While Web Notes are being taken, the bar below the tabs is overtaken with a new purple bar with new buttons. From this new toolbar, users can change between pen, highlighter, eraser, comments, and crop on the left and save, share, or exit on the right. Change color or size of a tool by clicking it again after it has been selected; you can tell there are additional options because by the small triangle below the active tool icon. When a Web Notes session ends, the page refreshes which could be an issue if the content is unique or will be lost on refresh.
Cortana gets lots of attention at the bottom of the Taskbar, but she is also built into Microsoft Edge to help in any way she can. Some web searches do not need the to be completely executed before Cortana can return the important info. For example, typing ‘Chicago weather’ will return the current weather in Chicago without hitting enter for a full search. Other commands include stocks, currency conversions, math, definitions, quick facts, and unit conversions. These quick answers help save time and more importantly avoids page loads which can be distracting and pointless.
Have you ever been reading an article and read a word which you would like more details on? Well in Edge now you don’t need to load a new page to satisfy that thirst for knowledge. Highlight the text in question, right click, then choose ‘Ask Cortana’ to activate a pane which slides in to give more detailed information concerning the highlighted text. The results are powered by Bing and usually contain definitions, images, facts, and a quick link to Wikipedia. While most other panes have a pin in the upper right hand corner to keep the pane open while the user continues browsing, the Cortana pane seems to be missing this icon. However the same functionality can be achieved by click the space where the pin would be, and clicking there again hides the pane.
Finally, when Cortana has useful information she will let you know in the address bar with blue text and her iconic spinning circles. Viewing a restaurant but just want to know quick facts like hours, location or menu? Well sometimes (rarely in my experience) Cortana will pop into the address bar and when clicked will open a pane on the right showing the relevant information.
Cortana can save you money while shopping online by suggesting coupons when visiting a site. The coupons are listed with the coupon code in plain text ready for copying and pasting at checkout, as well as a link to the fine print of each offer. Currently this feature works on only a few websites such as Dell.com or Staples.
Edge does support pinning websites to the Start Menu but, unlike in Windows 8, these pinned website tiles are not live. Simply, they are shortcuts to a URL and nothing more. So far there hasn’t been any word from the Edge team if they plan to bring this feature to Edge but that is a possibility. Edge was a massive undertaking and when the release of Windows 10 was made several months early, the team needed to cut some features. It also may be that few users actually used pinned websites, regardless of how nice and functional the feature was for those who used it.
[pullquote align=”full” cite=”” link=”” color=”” class=”” size=””]Edge was born out of the ashes of Internet Explorer and aims to become the best browser on Windows.[/pullquote]
For their new browser, Microsoft knew they could not rely upon competitor’s technology like WebKit (or Blink) but they also had to make a change; thus EdgeHTML was born. Essentially, Microsoft took Trident and began developing a new branch; keeping the relevant parts, and cutting out the legacy parts. The end result is a modern unique engine which is fast and robust. Edge was born out of the ashes of Internet Explorer and aims to become the best browser on Windows.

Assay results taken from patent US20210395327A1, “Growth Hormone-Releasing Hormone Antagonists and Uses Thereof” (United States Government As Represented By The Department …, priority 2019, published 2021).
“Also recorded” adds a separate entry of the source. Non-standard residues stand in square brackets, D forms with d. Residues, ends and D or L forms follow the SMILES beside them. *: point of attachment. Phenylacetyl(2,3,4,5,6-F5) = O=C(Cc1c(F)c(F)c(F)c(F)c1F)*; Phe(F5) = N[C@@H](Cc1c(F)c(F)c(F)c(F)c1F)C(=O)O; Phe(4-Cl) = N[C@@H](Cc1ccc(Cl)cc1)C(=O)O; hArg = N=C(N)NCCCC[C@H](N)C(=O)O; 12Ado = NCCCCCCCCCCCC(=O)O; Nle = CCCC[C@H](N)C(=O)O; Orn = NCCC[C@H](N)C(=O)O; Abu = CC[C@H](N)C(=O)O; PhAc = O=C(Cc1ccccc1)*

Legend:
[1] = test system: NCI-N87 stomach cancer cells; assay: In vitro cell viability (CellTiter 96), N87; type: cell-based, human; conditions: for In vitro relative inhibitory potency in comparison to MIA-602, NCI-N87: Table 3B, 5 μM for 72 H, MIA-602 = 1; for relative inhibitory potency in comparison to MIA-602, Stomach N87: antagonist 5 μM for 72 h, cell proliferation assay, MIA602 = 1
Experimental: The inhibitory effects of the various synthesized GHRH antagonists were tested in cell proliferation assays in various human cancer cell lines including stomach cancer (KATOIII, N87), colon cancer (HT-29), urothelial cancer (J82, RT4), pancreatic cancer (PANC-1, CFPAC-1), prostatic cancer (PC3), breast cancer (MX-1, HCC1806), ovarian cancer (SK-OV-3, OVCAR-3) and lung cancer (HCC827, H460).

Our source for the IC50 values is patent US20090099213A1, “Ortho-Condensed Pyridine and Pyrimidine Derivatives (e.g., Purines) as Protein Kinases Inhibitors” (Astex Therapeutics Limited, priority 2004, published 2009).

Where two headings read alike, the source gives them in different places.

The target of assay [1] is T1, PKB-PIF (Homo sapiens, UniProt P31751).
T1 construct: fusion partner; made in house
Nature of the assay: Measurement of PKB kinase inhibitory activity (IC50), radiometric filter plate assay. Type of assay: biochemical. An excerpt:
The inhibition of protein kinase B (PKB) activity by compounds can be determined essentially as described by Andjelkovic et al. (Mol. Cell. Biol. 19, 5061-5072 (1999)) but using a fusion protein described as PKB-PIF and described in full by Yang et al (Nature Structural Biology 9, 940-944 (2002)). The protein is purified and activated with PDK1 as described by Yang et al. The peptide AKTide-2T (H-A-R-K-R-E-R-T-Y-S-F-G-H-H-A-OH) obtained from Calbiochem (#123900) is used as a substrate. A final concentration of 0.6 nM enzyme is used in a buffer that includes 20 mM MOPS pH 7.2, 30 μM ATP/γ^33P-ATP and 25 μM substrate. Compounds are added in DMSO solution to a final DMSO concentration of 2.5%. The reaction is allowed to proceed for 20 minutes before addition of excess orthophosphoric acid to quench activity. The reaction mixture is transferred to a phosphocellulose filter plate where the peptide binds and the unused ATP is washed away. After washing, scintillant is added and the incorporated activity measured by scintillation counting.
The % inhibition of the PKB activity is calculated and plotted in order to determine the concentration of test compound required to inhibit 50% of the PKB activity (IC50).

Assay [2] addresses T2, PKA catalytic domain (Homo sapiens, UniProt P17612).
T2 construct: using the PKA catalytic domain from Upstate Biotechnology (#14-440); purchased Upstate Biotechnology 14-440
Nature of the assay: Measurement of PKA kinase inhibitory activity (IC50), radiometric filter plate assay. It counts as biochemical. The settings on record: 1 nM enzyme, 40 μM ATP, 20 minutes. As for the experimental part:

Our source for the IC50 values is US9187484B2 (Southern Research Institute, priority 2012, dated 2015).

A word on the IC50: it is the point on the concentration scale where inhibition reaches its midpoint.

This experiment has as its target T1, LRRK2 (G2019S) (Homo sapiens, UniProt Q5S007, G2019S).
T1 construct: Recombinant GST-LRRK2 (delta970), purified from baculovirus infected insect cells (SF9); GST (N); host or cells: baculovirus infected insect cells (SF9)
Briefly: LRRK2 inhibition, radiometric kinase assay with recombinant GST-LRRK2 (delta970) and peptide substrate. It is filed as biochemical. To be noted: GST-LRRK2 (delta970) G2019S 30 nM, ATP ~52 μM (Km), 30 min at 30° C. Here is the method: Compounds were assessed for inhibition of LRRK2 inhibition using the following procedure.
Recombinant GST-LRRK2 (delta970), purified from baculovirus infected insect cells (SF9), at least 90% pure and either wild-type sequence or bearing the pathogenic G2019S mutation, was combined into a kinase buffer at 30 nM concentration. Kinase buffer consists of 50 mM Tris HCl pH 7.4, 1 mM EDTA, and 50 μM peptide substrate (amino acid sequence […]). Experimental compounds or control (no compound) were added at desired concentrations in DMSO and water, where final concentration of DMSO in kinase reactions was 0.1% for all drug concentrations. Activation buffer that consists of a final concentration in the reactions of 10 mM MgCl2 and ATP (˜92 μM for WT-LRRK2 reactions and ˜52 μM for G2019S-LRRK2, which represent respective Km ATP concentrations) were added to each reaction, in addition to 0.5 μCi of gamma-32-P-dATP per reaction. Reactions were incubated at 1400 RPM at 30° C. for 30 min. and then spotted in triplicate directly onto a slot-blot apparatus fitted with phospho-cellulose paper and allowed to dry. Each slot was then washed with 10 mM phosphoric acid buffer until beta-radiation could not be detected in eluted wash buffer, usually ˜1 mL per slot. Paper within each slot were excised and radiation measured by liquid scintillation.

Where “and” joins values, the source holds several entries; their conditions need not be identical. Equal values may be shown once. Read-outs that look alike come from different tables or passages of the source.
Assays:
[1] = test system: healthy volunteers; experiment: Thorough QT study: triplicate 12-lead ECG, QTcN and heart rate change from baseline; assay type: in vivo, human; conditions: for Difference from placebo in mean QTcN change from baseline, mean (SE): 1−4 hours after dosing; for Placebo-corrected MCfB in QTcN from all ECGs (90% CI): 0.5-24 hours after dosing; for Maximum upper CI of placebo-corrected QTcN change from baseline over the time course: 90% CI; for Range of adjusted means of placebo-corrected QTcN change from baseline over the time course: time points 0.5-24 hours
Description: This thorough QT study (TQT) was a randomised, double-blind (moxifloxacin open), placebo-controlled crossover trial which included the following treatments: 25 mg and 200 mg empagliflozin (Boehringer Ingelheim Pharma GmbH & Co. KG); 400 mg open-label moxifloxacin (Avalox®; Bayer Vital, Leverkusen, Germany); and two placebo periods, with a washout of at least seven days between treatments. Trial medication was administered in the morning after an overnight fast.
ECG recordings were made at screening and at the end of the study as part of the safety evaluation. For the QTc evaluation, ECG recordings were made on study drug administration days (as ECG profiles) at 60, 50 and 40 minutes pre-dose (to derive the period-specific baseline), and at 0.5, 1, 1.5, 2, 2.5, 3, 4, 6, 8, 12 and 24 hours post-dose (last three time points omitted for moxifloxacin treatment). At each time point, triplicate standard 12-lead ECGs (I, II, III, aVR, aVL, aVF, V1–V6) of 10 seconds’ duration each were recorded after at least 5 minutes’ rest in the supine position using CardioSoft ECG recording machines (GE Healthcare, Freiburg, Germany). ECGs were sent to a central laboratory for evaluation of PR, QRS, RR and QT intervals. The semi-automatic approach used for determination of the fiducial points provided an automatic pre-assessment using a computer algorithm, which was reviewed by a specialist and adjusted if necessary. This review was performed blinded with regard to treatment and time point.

While the future for Microsoft’s new browser is bright, the current situation to many users feels incomplete. There is great promise around what Edge will become very soon but competitors like Chrome and Firefox still have a very specific advantage; extensions. Since Edge does not have extension support, there are many who will not give it a second look. However, to most users, Edge provides a fast, complete, and unique experience with features like Cortana and Web Notes not found in any other browsers.
If you seek a fast and new alternative to your current browser then check out Edge. Modern devices with stylus support light up with the Web Notes feature which makes highlighting and sharing content easy, fast, and natural. Reading mode removes the noise to deliver only the article free from distractions and ads. The minimalist UI suits both mouse and touch making it the perfect browser for modern multi-mode devices. The new tab page does a good job mixing top sites with other data from around the web like weather, news, stocks, and sports.
Cortana takes Edge from ‘just another browser’ to a browser with an assistant to help solve problems which everyone experiences on the web. Finding important information about a restaurant, doing fast math, or a quick definition. Having an assistant browsing with you makes deals easier to find and since Cortana loads in a pane you do not have to launch a new tab and load a new page of results to learn about Hurricane Joaquin.
There is no doubt Microsoft still has work to do before Edge is completely finished, but the majority of features are present today. Syncing your favorites, reading lists, and tabs will be added soon but the browsing experience does not suffer too badly with them missing. With Windows 10 Mobile coming, the interconnected features will be more important and that is when Microsoft will deliver them. For now, enjoy scribbling on web pages and asking Cortana questions within the new browser.
What do you think about Microsoft Edge? Let us know in the comments below!Further reading: In-Depth, Microsoft, Microsoft Edge, Web browser, Windows 10